Cornford and Cross
The Abolition of Work 2007


Artists’ fee and budget in one-penny coins laid on gallery floor
Curated by James Green
Exchange Gallery, Penzance, England

 

Cornwall is known for its history of copper and tin mining, while Newlyn is famous for its nineteenth-century copper industry. The principal use of copper is as a conduit for water, electricity and telecommunications. This gallery was once a telephone exchange.

Today’s one-penny coin was initially minted in 1971 from bronze, an alloy of copper and tin. It is the lowest denomination of currency in the UK, barely worth picking up. World copper prices rose, making the ‘use value’ of the metal greater than the exchange value of the coin. By 1992 the penny was worth less than its weight in copper, and the Royal Mint substituted copper-plated steel for the bronze, thus debasing the coin.

We asked for our artists’ fee and production budget to be delivered to the gallery in one-penny coins. With a team of helpers, we arranged the coins by hand – heads or tails upward as they came – to cover the gallery floor. The labour of laying the coins did not transformed their material properties. After the exhibition they were returned into circulation.

Though the multitude of coins does not represent anything, it may resemble many things. The installation can be viewed as a vast puzzle, but one in which all the pieces are the same. The ‘picture’ formed invites reflection on the definition of labour and the paradoxes of the relationship between art, money, and the value of time.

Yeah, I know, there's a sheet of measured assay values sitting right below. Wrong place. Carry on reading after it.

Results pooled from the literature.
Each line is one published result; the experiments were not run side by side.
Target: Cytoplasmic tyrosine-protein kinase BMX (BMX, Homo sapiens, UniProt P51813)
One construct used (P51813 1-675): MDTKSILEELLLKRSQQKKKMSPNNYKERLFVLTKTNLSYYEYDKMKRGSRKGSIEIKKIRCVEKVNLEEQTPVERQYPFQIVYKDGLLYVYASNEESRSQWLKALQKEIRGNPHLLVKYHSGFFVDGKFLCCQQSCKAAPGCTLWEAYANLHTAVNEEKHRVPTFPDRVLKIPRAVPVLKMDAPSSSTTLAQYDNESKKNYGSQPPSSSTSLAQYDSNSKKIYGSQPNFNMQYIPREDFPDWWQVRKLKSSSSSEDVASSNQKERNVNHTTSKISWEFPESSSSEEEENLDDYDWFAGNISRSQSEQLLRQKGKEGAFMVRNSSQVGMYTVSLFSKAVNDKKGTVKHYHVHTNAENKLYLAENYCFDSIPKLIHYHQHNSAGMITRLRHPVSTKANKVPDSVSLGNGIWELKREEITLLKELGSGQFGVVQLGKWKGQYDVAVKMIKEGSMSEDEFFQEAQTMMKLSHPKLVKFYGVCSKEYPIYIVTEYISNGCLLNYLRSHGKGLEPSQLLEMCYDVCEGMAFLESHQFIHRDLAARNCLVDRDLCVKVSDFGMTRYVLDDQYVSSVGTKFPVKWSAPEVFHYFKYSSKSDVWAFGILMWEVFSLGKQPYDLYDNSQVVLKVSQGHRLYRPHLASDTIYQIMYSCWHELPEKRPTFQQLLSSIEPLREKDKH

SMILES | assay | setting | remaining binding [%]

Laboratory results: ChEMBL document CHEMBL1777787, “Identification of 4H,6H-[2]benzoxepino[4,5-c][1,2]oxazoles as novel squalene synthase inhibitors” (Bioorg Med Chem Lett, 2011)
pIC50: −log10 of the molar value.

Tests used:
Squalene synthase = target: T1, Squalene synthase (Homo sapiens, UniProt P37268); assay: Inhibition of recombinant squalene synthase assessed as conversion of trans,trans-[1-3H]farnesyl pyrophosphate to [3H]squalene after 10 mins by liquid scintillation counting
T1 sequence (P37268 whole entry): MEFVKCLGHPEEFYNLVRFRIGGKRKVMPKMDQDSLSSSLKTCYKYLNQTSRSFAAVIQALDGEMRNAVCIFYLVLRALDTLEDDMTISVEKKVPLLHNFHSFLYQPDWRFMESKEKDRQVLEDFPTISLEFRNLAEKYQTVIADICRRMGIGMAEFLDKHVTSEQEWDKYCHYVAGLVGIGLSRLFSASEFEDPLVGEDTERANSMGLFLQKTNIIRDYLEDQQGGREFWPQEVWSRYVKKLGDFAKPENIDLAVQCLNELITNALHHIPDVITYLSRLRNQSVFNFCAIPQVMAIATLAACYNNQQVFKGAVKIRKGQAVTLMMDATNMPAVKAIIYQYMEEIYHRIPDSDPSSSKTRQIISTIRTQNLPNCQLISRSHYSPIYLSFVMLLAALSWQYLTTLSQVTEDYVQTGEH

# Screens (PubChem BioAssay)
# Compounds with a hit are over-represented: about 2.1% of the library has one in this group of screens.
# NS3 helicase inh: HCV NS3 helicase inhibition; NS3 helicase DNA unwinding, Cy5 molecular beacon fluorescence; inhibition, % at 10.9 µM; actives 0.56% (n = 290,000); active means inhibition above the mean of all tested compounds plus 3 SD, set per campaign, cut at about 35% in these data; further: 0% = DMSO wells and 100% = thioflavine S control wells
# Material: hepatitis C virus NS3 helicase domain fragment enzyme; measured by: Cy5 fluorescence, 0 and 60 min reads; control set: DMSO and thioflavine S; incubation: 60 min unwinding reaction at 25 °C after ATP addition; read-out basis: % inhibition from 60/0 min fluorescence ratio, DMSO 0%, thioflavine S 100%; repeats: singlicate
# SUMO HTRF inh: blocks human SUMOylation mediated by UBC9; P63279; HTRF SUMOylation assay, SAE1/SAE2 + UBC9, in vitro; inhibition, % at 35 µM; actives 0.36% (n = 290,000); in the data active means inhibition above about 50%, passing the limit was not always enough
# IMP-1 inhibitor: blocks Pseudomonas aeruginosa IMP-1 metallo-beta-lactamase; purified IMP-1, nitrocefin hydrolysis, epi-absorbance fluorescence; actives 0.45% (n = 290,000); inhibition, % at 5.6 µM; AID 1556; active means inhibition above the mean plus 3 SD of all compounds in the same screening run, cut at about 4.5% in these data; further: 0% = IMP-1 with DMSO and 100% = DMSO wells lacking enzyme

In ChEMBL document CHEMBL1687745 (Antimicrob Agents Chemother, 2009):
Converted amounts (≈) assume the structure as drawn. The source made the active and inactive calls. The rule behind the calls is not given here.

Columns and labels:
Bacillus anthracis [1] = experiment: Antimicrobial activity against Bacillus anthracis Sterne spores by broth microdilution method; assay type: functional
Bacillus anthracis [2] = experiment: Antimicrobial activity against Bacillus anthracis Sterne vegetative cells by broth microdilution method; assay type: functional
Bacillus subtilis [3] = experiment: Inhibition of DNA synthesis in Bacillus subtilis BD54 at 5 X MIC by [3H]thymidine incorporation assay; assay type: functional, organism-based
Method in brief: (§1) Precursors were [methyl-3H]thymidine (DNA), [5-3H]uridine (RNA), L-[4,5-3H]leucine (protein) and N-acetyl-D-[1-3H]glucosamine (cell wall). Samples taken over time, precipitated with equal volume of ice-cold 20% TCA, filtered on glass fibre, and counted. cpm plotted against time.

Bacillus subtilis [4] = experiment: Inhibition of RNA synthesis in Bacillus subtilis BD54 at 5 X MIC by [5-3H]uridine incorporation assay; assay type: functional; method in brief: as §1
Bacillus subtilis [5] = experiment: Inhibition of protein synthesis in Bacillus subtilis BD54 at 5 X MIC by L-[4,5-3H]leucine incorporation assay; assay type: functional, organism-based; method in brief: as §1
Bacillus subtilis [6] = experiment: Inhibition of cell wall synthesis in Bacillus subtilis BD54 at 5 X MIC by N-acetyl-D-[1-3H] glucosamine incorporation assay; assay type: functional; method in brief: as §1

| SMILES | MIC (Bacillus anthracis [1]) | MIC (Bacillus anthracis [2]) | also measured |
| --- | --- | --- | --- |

‘The Abolition of Work’ is the title of an anarchist pamphlet by Bob Black, who asserts that ‘work is the source of nearly all the misery in the world’ and advocates the complete transformation of society towards a way of life based on play.



Newlyn Tidal Observatory, site of the UK fundamental benchmark, from which all heights above mean sea level are based.
Newlyn Harbour, England, 2007


Newlyn copper plate, 19th Century


Submarine telephone cable to India being laid.
Illustrated London News, 1870


Cutaway diagram of transatlantic telephone cable showing copper core. Circa 1950




Installing The Abolition of Work at the Exchange Gallery, Penzance, England, 2007


Installing The Abolition of Work at the Exchange Gallery, Penzance, England, 2007
Many thanks to volunteers Claire Benson, Rachel Campbell, Rebecca Griffiths, Ann Haycock, Louise Hodges, Yasmin Ineson, Victoria Lingard, Jess Morgan, Jane Pitts, Judi Rea, Jo Tabone, and Karen Thomas



The Abolition of Work (detail)






The Abolition of Work (2007)
Artists' fee and budget in one-penny coins laid on gallery floor
Exchange Gallery, Penzance, England
Photograph by Isabella Pitisci


The Abolition of Work (2007)
Artists’ fee and budget in one-penny coins laid on gallery floor
Exchange Gallery, Penzance, England